From the title track we’re on to ‘The Cash Money’, taking the blues into the red perhaps, and again it sounds like something of a jam built around a rolling riff with real legs, James Milne’s  bass still going strong at the end. Talking of cash, I was going to ask how they survive as a unit these days. Are they still making money from records, or are they reliant on royalties from Norman Cook reinventions? Maybe we’ll get on to that next time.

Then there’s out-and-out rock’n’roller, ‘I’m a Wooden Soldier’. A nod to the Faces (Small and otherwise), I reckon, but decide not to go back down that road and mention to Tjinder any retro vibe. I could see Rod Stewart and Ronnie Wood taking this on though.

I do ask more about ‘One Uncareful Lady Owner’, which I see as a road song in the way I saw 1997’s tremendous ‘It’s Good to be Back on the Road Again’, albeit a few years further down the track.

“Yeah, I think you’re right. Yeah, after a few bumps down the road! Bumps being the operative word there. First, the lyric came, then everything else. I wanted to keep on that motorway. I didn’t want to move it away too much. I wanted to keep it quite streamlined, and rather than adding lots of lyrics, just changing the odd word to keep that same feeling.”

The Prototype: Before Cornershop, there was The General Havoc

The Prototype: Before Cornershop, there was The General Havoc

Keeping the traffic moving?

“Yep, keep motoring. But you do that, then some journalist says, ‘I imagine the one uncareful lady owner is Margaret Thatcher’. And in my mind, it isn’t. By the time this song had come out, Mrs May would have been putting her poison out as well. But that’s what songs are – you can’t control what other people think of them. They need to be let loose, then people make of them what they will. And while I don’t think of myself as a musician, in terms of making people think it certainly gives rise to that.”

There are plenty of trademark Cornershop touches on that track and elsewhere, like the manic percussion and whole Indian feel (from tamboura and sitar to the tabla and other percussive dashes). Then, ‘The Holy Name’ brings the album to a glorious conclusion, with a proper one-take live feel. The original, it turns out, was on a 1978 devotional LP by Hansadutta Swami, a prominent guru in the Hare Krishna movement. Something Tjinder had long been aware of?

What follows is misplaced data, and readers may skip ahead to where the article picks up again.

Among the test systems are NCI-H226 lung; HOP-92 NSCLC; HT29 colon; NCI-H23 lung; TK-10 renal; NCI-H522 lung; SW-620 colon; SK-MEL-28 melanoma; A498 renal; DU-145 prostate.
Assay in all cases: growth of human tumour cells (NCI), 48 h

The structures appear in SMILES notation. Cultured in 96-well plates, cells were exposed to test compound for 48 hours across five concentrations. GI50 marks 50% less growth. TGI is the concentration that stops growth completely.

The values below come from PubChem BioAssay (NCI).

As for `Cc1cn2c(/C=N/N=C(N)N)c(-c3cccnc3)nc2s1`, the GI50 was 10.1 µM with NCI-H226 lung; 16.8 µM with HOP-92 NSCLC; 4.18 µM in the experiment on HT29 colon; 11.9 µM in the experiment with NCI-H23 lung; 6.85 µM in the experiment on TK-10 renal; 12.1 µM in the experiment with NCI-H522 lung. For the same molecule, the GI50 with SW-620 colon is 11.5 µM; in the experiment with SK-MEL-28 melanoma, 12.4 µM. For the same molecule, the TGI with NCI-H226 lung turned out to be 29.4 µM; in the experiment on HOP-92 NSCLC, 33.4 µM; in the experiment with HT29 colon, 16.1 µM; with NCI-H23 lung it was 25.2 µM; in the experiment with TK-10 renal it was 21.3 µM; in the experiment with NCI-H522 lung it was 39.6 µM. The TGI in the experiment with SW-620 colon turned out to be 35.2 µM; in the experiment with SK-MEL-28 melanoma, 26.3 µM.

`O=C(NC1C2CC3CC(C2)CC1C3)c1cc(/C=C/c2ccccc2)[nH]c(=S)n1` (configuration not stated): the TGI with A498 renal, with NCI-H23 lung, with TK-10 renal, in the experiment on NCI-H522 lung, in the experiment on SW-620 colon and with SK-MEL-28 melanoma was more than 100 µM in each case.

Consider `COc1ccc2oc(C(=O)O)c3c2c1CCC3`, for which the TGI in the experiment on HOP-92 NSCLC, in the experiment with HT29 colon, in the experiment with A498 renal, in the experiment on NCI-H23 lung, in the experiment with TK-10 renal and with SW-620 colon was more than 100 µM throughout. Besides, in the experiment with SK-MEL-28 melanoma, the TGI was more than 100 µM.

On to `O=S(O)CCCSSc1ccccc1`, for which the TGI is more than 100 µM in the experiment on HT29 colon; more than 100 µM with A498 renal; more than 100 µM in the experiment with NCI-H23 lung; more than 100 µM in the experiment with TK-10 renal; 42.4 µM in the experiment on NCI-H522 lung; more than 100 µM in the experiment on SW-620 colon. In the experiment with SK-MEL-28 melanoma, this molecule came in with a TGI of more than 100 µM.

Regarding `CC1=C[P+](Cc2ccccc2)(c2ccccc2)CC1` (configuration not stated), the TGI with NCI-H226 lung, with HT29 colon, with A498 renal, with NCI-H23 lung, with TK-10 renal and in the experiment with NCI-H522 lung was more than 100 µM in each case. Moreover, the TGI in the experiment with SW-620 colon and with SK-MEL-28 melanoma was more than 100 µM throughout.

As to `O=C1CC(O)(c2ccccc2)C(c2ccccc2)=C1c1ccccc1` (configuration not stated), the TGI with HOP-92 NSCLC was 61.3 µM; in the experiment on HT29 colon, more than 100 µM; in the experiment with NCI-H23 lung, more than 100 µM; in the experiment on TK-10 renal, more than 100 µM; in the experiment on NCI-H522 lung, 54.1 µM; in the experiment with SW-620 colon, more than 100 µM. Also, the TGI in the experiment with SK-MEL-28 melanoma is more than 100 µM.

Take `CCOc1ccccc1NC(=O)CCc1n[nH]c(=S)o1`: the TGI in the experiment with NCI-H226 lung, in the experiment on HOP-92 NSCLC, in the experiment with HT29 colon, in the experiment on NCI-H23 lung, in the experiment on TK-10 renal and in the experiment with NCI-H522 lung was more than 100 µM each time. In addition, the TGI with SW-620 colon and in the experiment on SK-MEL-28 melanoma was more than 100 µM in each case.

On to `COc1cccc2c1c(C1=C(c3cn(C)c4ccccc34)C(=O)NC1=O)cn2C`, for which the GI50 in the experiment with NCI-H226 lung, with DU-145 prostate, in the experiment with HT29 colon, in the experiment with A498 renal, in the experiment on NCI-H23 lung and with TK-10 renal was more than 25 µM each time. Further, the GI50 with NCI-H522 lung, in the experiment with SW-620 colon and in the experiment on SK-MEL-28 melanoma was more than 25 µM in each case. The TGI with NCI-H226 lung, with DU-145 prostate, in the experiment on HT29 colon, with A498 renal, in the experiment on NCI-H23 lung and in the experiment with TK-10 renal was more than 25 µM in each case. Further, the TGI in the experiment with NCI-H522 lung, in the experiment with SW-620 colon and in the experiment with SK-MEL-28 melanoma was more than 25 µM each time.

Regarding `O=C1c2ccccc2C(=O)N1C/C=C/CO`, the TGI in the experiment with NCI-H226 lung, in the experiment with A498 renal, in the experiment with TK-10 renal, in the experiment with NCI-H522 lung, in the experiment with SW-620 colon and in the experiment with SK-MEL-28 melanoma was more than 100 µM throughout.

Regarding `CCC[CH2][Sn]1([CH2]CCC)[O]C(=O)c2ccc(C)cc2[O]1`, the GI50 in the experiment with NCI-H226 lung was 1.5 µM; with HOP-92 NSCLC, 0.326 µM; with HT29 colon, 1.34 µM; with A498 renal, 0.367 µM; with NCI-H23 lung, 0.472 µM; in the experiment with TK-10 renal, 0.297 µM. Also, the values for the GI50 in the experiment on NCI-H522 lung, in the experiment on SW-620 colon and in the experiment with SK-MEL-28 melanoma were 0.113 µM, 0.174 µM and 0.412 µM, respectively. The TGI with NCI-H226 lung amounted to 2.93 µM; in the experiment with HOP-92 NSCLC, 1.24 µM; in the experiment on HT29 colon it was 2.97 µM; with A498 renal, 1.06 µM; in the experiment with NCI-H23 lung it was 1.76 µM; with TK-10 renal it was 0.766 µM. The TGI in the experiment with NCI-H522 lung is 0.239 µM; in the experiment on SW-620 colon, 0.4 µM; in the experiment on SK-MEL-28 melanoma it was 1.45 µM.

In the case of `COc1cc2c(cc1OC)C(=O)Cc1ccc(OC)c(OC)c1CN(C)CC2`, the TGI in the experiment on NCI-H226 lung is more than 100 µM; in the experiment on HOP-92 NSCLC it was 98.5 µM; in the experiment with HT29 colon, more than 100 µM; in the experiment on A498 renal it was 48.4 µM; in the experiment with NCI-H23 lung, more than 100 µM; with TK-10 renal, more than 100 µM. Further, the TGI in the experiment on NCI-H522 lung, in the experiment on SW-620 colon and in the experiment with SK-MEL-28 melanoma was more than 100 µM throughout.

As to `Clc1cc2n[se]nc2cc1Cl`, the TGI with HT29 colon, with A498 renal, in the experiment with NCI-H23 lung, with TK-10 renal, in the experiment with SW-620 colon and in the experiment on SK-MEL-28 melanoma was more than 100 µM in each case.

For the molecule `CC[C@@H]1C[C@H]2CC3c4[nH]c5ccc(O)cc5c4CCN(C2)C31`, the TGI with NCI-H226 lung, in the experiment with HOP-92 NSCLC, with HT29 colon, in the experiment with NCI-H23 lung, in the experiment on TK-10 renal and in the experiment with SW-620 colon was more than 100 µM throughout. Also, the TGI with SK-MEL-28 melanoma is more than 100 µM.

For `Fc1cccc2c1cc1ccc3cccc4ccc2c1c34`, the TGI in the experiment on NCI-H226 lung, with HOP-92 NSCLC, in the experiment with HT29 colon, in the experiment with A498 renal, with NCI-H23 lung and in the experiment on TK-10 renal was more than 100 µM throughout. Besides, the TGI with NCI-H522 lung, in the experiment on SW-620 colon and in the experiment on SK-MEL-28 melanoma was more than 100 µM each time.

“Yeah, I would have got it in the early ’90s in America. And we’ve always loved that song and we decided to do a cover version.”

I get the feeling you’re swept along by the band vibe there. You seem like you’re having lots of fun, lost in the moment.

“Ah, well that’s what we try to put over, that it’s not just a serious song. It’s anything but a serious song. It’s people fluffing lines and laughing, it’s babies playing on the floor, it’s a proper sort of … it was done in San Francisco in ’78 and has that sort of hippie, congregational feel, where people look at life a little differently, and join in a little differently. It’s supposed to be people getting swept away, seeing how that goes, and that’s why on our version we involved a school parents’ choir from just over the road (Betty Laywood Primary School). We wanted that feel rather than an operatic feel. And it was done in a canteen.”

On that finale, Tjinder’s vocal reminds me of Paul Simon, that marriage of vocals and band from his early solo years. When I put that to him, he was slightly stumped at first. I then heard a wheeze, followed by him responding, ‘I don’t know what to think of that’. I bet you’ve never had that levelled at you before, I suggested. “No, you’re absolutely right! And The Beautiful South thing too. I didn’t know what to think of that.”

I certainly think your voice has become more refined over the years. Perhaps we’re hearing the real you a few years down the line. More organic, maybe. It’s sounding good.

“Ah well, that’s great. It’s something I don’t think about, but Valerie (Etienne) – who did the backing vocals and who I know from my son’s school, added harmonies, understood the songs, and definitely got it right – loved my voice and the phrasing I use … which was embarrassing for me. I don’t think of it, which is great – that way it leaves any interpretation within a song open.”

And will there be live dates this time around (he asks, already knowing the answer)?

“No, there will not. Since Judy (Sucks a Lemon for Breakfast, 2009) we’ve stopped doing live gigs. Everything we do, whether it’s a single or album, we have to re-prove ourselves, and I think that’s taken its toll over the years.”

So are these your Abbey Road years, the Shea Stadium long behind you?

“Well, we’ve had three or four albums out anyway. I don’t know about that, but it just had to be done, and I think some people understand it, but a lot of people don’t. Unfortunately, this is how it’s had to be and how it is from now on.”